Journal cover Journal topic
Biogeosciences An interactive open-access journal of the European Geosciences Union
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Volume 15, issue 20
Biogeosciences, 15, 6277-6296, 2018
https://doi.org/10.5194/bg-15-6277-2018
© Author(s) 2018. This work is distributed under
the Creative Commons Attribution 4.0 License.
Biogeosciences, 15, 6277-6296, 2018
https://doi.org/10.5194/bg-15-6277-2018
© Author(s) 2018. This work is distributed under
the Creative Commons Attribution 4.0 License.

Research article 26 Oct 2018

Research article | 26 Oct 2018

Coral reef carbonate budgets and ecological drivers in the central Red Sea – a naturally high temperature and high total alkalinity environment

Anna Roik1,a, Till Röthig1,b, Claudia Pogoreutz1, Vincent Saderne1, and Christian R. Voolstra1 Anna Roik et al.
  • 1Red Sea Research Center, King Abdullah University of Science and Technology, 23955 Thuwal, Saudi Arabia
  • acurrent address: Marine Microbiology, GEOMAR Helmholtz Centre for Ocean Research, 24105 Kiel, Germany
  • bcurrent address: Aquatic Research Facility, Environmental Sustainability Research Centre, University of Derby, Kedleston Road, Derby, DE22 1GB, UK

Abstract. The structural framework provided by corals is crucial for reef ecosystem function and services, but high seawater temperatures can be detrimental to the calcification capacity of reef-building organisms. The Red Sea is very warm, but total alkalinity (TA) is naturally high and beneficial for reef accretion. To date, we know little about how such detrimental and beneficial abiotic factors affect each other and the balance between calcification and erosion on Red Sea coral reefs, i.e., overall reef growth, in this unique ocean basin. To provide estimates of present-day reef growth dynamics in the central Red Sea, we measured two metrics of reef growth, i.e., in situ net-accretion/-erosion rates (Gnet) determined by deployment of limestone blocks and ecosystem-scale carbonate budgets (Gbudget), along a cross-shelf gradient (25km, encompassing nearshore, midshore, and offshore reefs). Along this gradient, we assessed multiple abiotic (i.e., temperature, salinity, diurnal pH fluctuation, inorganic nutrients, and TA) and biotic (i.e., calcifier and epilithic bioeroder communities) variables. Both reef growth metrics revealed similar patterns from nearshore to offshore: net-erosive, neutral, and net-accretion states. The average cross-shelf Gbudget was 0.66kg CaCO3m−2yr−1, with the highest budget of 2.44kg CaCO3m−2yr−1 measured in the offshore reef. These data are comparable to the contemporary Gbudgets from the western Atlantic and Indian oceans, but lie well below optimal reef production (5–10kg CaCO3m−2yr−1) and below maxima recently recorded in remote high coral cover reef sites. However, the erosive forces observed in the Red Sea nearshore reef contributed less than observed elsewhere. A higher TA accompanied reef growth across the shelf gradient, whereas stronger diurnal pH fluctuations were associated with negative carbonate budgets. Noteworthy for this oligotrophic region was the positive effect of phosphate, which is a central micronutrient for reef building corals. While parrotfish contributed substantially to bioerosion, our dataset also highlights coralline algae as important local reef builders. Altogether, our study establishes a baseline for reef growth in the central Red Sea that should be useful in assessing trajectories of reef growth capacity under current and future ocean scenarios.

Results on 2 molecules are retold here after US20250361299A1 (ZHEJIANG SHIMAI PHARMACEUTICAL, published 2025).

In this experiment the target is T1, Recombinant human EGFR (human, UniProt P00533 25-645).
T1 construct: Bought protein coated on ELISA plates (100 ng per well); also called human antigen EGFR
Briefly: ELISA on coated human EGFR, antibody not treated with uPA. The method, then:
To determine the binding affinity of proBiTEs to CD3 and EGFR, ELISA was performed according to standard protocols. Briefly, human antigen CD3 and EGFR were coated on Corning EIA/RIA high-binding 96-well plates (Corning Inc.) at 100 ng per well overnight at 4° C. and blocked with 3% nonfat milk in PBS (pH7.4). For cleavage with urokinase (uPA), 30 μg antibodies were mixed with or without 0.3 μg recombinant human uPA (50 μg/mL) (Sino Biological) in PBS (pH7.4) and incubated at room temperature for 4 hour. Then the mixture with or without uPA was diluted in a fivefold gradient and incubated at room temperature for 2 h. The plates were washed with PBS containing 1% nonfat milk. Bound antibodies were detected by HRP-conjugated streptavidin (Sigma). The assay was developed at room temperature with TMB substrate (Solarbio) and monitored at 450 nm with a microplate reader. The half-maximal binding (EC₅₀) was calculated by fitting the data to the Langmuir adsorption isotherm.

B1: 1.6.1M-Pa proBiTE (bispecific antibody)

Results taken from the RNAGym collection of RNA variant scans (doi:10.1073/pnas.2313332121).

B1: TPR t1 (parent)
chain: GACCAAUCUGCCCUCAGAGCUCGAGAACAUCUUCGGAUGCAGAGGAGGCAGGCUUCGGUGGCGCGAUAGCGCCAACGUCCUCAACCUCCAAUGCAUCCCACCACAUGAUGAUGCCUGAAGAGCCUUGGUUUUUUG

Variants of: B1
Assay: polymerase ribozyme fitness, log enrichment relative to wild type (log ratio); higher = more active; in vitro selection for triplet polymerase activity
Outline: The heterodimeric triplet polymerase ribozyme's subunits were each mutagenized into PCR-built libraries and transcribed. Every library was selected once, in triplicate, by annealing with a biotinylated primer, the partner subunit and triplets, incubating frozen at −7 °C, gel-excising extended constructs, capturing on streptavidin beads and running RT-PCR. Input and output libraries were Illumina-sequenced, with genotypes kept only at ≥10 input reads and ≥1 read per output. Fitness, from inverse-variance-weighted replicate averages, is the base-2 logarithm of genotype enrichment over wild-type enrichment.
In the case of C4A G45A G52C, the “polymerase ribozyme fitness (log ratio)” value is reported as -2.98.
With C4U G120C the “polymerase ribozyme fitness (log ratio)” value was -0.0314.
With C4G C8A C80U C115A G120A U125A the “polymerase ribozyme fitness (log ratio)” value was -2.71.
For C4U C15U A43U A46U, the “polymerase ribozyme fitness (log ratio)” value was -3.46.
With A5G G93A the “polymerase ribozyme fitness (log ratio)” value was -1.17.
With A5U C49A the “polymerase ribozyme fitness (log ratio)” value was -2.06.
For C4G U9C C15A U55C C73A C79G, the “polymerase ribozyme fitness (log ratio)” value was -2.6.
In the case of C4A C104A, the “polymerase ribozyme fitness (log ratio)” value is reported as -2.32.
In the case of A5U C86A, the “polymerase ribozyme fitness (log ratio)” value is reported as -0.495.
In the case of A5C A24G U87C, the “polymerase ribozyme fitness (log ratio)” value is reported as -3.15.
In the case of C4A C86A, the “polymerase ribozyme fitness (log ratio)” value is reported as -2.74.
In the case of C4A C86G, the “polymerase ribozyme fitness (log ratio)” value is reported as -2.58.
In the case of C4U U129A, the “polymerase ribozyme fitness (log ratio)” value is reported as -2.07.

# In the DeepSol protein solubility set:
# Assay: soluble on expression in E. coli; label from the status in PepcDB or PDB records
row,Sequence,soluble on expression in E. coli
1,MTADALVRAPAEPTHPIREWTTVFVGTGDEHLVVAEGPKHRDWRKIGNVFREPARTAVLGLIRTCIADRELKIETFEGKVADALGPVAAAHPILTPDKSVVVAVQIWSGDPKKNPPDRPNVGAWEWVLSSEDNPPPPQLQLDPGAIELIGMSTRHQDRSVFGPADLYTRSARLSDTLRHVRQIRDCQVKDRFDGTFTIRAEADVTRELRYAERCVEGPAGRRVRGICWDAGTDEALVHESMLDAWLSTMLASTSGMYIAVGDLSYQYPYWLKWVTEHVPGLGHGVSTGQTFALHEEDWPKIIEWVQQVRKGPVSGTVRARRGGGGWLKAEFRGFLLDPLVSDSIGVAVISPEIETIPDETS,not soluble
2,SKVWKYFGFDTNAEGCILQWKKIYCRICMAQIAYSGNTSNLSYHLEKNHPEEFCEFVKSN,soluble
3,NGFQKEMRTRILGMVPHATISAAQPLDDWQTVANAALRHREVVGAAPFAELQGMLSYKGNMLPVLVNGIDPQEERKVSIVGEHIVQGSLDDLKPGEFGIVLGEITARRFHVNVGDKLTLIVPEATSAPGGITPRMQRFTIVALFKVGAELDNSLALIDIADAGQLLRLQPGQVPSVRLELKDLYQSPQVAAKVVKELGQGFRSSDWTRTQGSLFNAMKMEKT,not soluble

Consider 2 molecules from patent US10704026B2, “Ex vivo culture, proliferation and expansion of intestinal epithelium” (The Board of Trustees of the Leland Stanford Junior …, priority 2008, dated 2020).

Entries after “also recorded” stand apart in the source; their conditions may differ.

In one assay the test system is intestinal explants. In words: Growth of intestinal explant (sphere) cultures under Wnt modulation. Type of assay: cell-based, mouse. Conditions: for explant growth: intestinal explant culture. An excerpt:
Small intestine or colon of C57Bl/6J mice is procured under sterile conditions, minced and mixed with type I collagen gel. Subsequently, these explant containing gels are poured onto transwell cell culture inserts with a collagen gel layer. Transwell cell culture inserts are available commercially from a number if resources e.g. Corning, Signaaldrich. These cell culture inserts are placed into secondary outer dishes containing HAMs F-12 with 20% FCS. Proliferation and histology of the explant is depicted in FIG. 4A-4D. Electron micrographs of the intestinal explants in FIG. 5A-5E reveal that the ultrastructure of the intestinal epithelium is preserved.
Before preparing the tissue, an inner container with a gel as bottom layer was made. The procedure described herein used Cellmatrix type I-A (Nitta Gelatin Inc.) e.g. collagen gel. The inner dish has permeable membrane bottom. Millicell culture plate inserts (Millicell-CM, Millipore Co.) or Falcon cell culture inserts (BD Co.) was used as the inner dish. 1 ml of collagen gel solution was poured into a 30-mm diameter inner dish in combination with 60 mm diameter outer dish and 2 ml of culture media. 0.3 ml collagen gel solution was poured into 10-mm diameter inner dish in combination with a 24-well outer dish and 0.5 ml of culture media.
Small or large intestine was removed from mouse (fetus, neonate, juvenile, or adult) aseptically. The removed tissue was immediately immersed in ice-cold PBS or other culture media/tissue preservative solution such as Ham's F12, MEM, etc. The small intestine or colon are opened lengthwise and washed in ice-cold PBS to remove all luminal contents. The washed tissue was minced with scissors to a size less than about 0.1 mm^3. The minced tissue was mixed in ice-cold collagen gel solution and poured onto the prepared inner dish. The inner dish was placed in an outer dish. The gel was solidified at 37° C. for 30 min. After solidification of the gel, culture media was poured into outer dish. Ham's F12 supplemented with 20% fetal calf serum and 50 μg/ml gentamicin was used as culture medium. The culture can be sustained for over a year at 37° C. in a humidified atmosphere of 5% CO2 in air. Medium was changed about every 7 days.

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In this study we collected in situ accretion/erosion rates and abiotic/biotic variables to estimate carbonate budgets and ecological drivers of coral reef growth in the central Red Sea. Our data suggest that reef growth is comparable to estimates of other regions, but the erosive forces in the Red Sea are not as pronounced. Comparison with recent data suggests that Red Sea reef growth might not have decreased over the past decades, despite warming, calling for more detailed investigations.
In this study we collected in situ accretion/erosion rates and abiotic/biotic variables to...
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